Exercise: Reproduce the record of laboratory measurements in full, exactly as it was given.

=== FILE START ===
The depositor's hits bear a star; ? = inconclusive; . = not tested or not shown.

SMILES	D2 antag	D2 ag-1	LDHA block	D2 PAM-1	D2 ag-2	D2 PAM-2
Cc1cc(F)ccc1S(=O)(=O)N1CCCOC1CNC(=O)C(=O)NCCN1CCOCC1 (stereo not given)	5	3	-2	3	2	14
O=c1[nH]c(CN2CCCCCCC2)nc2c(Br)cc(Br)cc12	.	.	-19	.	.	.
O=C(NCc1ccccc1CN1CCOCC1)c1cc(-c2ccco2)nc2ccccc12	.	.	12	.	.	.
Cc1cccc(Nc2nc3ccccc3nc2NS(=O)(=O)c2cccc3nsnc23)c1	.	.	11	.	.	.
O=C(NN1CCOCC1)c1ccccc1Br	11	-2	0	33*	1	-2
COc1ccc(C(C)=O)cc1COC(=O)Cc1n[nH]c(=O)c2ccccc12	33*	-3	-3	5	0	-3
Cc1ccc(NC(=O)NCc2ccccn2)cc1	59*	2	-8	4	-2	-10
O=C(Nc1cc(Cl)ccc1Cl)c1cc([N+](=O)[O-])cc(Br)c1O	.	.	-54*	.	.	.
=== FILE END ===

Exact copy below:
The depositor's hits bear a star; ? = inconclusive; . = not tested or not shown.

SMILES	D2 antag	D2 ag-1	LDHA block	D2 PAM-1	D2 ag-2	D2 PAM-2
Cc1cc(F)ccc1S(=O)(=O)N1CCCOC1CNC(=O)C(=O)NCCN1CCOCC1 (stereo not given)	5	3	-2	3	2	14
O=c1[nH]c(CN2CCCCCCC2)nc2c(Br)cc(Br)cc12	.	.	-19	.	.	.
O=C(NCc1ccccc1CN1CCOCC1)c1cc(-c2ccco2)nc2ccccc12	.	.	12	.	.	.
Cc1cccc(Nc2nc3ccccc3nc2NS(=O)(=O)c2cccc3nsnc23)c1	.	.	11	.	.	.
O=C(NN1CCOCC1)c1ccccc1Br	11	-2	0	33*	1	-2
COc1ccc(C(C)=O)cc1COC(=O)Cc1n[nH]c(=O)c2ccccc12	33*	-3	-3	5	0	-3
Cc1ccc(NC(=O)NCc2ccccn2)cc1	59*	2	-8	4	-2	-10
O=C(Nc1cc(Cl)ccc1Cl)c1cc([N+](=O)[O-])cc(Br)c1O	.	.	-54*	.	.	.